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EA’s Gibeau: New IP Doesn’t Make Sense So Late In Console Cycle
Electronic Arts’ labels president Frank Gibeau has told Gameindustry.biz that it doesn’t make sense to develop new IP this late in a console generation.
“The time to launch an IP is at the front-end of the hardware cycle, and if you look historically the majority of new IPs are introduced within the first 24 months of each cycle of hardware platforms,” Gibeau said. “In this cycle we’ve been directing our innovation into existing franchises.
“If you look at what we’re putting into Need For Speed: Most Wanted we’re taking a lot of risks there, the same thing withBattlefield – you have to admit that, from Bad Company 2 to Battlefield 3, there’s a huge amount of change there,” he concluded.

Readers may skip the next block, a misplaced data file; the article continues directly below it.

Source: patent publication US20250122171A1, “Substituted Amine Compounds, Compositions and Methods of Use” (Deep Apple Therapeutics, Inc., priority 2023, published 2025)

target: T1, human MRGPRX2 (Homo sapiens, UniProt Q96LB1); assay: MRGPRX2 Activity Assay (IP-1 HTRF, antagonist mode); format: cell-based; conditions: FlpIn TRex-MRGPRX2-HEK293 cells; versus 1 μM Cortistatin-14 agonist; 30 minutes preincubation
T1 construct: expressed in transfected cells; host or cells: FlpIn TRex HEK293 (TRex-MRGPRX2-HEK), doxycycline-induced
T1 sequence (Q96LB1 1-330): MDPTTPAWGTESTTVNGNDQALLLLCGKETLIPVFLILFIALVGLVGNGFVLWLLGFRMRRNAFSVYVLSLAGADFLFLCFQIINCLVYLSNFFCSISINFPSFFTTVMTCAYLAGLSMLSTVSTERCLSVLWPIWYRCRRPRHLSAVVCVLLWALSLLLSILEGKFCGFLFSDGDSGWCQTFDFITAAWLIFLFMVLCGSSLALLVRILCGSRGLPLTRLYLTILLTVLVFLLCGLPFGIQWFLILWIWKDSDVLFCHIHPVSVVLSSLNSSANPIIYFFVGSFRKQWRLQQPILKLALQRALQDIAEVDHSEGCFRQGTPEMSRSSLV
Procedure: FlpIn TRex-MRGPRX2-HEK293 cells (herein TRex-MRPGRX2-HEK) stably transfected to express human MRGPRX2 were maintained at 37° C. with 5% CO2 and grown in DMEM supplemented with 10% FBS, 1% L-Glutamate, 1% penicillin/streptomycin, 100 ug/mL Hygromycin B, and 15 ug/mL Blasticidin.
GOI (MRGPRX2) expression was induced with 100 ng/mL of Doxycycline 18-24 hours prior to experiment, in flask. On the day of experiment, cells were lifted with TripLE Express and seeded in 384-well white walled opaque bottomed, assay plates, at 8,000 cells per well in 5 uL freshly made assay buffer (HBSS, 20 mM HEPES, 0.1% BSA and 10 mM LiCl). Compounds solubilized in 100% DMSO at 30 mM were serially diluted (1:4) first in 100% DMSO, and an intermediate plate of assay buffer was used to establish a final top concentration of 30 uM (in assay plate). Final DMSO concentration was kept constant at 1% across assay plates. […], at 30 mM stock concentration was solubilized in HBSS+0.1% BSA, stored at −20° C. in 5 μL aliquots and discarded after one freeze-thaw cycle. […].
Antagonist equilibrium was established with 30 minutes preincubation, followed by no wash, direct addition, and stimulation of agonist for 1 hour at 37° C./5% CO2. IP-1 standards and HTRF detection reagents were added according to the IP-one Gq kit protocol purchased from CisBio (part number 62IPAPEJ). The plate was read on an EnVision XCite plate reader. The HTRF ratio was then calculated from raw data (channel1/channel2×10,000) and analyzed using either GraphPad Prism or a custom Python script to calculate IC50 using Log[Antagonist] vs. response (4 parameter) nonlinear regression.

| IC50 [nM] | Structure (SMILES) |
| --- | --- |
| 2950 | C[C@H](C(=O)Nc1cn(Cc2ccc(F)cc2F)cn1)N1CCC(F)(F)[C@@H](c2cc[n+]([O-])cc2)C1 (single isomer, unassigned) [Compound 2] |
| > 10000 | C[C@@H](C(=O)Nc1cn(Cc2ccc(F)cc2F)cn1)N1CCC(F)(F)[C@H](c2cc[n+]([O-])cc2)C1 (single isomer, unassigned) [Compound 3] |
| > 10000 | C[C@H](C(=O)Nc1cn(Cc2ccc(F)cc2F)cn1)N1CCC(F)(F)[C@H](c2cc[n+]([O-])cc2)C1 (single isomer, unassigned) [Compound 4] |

Gibeau also revealed that EA is working on “three to five new IPs” for the next generation of consoles.
While EA may not be willing to bet on the success of new IP Sleeping Dogs has been quite successful while there is significant interest in Ubisoft’s Watch Dogs which is slated for release this generation. At gamescom Capcom announced new IP Remember Me.
Among the new IP Sony is publishing on current generation platforms is Beyond: Two Souls, The Last Of Us, Tearaway, Rain, Puppeteer and Until Dawn.
What do you think? Are new IP doomed to fail so late in a console cycle? Or can new franchises find space among sequels and spin-offs?